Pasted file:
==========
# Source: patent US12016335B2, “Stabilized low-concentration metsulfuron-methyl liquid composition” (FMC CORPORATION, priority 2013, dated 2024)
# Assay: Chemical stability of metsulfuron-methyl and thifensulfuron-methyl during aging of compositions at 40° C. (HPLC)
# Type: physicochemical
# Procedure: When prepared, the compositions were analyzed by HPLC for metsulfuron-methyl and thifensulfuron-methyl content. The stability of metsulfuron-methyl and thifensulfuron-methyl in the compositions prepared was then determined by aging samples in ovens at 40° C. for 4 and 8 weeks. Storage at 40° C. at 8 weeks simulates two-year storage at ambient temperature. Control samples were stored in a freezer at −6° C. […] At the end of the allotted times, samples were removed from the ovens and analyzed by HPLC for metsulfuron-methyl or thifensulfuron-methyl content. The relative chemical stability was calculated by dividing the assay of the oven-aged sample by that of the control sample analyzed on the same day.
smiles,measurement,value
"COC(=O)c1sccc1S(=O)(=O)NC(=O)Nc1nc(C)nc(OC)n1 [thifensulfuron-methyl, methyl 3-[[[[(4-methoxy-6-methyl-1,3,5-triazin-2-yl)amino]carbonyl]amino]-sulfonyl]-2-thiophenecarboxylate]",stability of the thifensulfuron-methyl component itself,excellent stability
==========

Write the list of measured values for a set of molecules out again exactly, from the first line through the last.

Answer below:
# Source: patent US12016335B2, “Stabilized low-concentration metsulfuron-methyl liquid composition” (FMC CORPORATION, priority 2013, dated 2024)
# Assay: Chemical stability of metsulfuron-methyl and thifensulfuron-methyl during aging of compositions at 40° C. (HPLC)
# Type: physicochemical
# Procedure: When prepared, the compositions were analyzed by HPLC for metsulfuron-methyl and thifensulfuron-methyl content. The stability of metsulfuron-methyl and thifensulfuron-methyl in the compositions prepared was then determined by aging samples in ovens at 40° C. for 4 and 8 weeks. Storage at 40° C. at 8 weeks simulates two-year storage at ambient temperature. Control samples were stored in a freezer at −6° C. […] At the end of the allotted times, samples were removed from the ovens and analyzed by HPLC for metsulfuron-methyl or thifensulfuron-methyl content. The relative chemical stability was calculated by dividing the assay of the oven-aged sample by that of the control sample analyzed on the same day.
smiles,measurement,value
"COC(=O)c1sccc1S(=O)(=O)NC(=O)Nc1nc(C)nc(OC)n1 [thifensulfuron-methyl, methyl 3-[[[[(4-methoxy-6-methyl-1,3,5-triazin-2-yl)amino]carbonyl]amino]-sulfonyl]-2-thiophenecarboxylate]",stability of the thifensulfuron-methyl component itself,excellent stability